Gunfire fills the air in Kabul as Taliban celebrate airport takeover

As the last US military transport aircraft lifted off from Kabul airport, celebratory gunfire from the Taliban rang out across the Afghan capital on Monday night.

Taliban fighters, who had taken the city without force just two weeks earlier, revelled in the end of America’s longest war and in their own astonishingly swift rise to power.

In a short statement after the US announced its exit just before midnight local time, Taliban spokesperson Qari Yusuf said: “The last US soldier has left Kabul airport and our country gained complete independence.”

Footage from inside the city showed loud gunfire ringing out, lighting up the skyline as Taliban fighters fired into the sky to mark the end of two decades of US military presence.

“The last five aircraft have left, it’s over!” said Hemad Sherzad, a Taliban fighter stationed at Kabul’s international airport. “I cannot express my happiness in words … Our 20 years of sacrifice worked.”

Video shot by a reporter for the LA Times showed Taliban fighters, wearing US army uniforms, entering a former US military hangar at the airport and inspecting the helicopters inside.

Photos showed the fighters taking control the airport and inspecting equipment left behind by the Americans. Reports said they were securing the perimeter, moving barricades, unlocking the airport gates and making an inventory of supplies.

At one point, Taliban leaders symbolically walked across the runway, marking their victory.

“The world should have learned their lesson and this is the enjoyable moment of victory,” Taliban spokesman Zabihullah Mujahid said in a livestream posted by a militant.

The US said it had disabled 27 Humvees and 73 aircraft and made the so-called C-RAMS (Counter Rocket, Artillery and Mortar System) inoperable, so they could not be used again. The military left some equipment for the Taliban in order to run the airport, including two firetrucks, some front-end loaders and aircraft staircases.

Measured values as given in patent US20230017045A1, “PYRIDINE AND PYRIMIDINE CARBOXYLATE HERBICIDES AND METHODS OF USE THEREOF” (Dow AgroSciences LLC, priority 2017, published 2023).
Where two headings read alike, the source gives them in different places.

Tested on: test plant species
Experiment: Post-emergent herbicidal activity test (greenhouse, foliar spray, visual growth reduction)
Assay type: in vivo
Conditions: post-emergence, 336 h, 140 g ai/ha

“After 20 years we have defeated the Americans,” said Mohammad Islam, a Taliban guard at the airport from Logar province cradling a Kalashnikov rifle. “They have left and now our country is free.”

He added: “It’s clear what we want. We want Shariah (Islamic law), peace and stability.”

Mohammad Naeem, a spokesman for the Taliban’s political office in Qatar, similarly praised the takeover in an online video early Tuesday, saying “Thank God all the occupiers have left our country completely”.

At the airport’s eastern gate, a handful of Afghans still tried their luck to get in, hoping for any flight. As of now, however, commercial airlines aren’t flying into the airport and it remains unclear who will take over managing the country’s airspace.

Several of those trying to come into the airport came from Kandahar province, the Taliban heartland in southern Afghanistan that saw some of the war’s fiercest fighting.

One of the men, Hekmatullah, who like many Afghans goes by one name, carried paperwork he said showed he worked as a translator. Hekmatullah said he had waited four days for an opportunity to leave. “But now I don’t know what chances I have,” he said.

US secretary of state Antony Blinken said the US would work with Turkey and Qatar – where US diplomatic operations now reside – to help them get the Kabul airport up and running again.

“This would enable a small number of daily charter flights, which is a key for anyone who wants to depart from Afghanistan moving forward,” he said.

He said up to 200 Americans had been left behind who wanted to leave. They and thousands of desperate Afghans who couldn’t get out must rely on the Taliban to allow their departure.

“We have no illusion that any of this will be easy, or rapid,” said Blinken.

The UN security council adopted a resolution on Monday, requiring the Taliban to honour a commitment to let people freely leave Afghanistan in the days ahead, and to grant access to the UN and other aid agencies.

But they did not agree to call for the creation of a “safe zone” in Kabul, as envisaged by French president Emmanual Macron.

Talks are ongoing as to who will now run Kabul airport. The Taliban have asked Turkey to handle logistics while they maintain control of security, but President Recep Tayyip Erdoğan has not yet accepted that offer.

It was not immediately clear which airlines would agree to fly in and out of Kabul.

Kabul airport is now without air traffic control services, and US civil aircraft are barred from operating over the country unless given prior authorisation, the US Federal Aviation Administration (FAA) said on Monday.

The FAA said in a statement that “due to both the lack of air traffic services and a functional civil aviation authority in Afghanistan, as well as ongoing security concerns, US civil operators, pilots, and US-registered civil aircraft are prohibited from operating at any altitude over much of Afghanistan.”

With Associated Press

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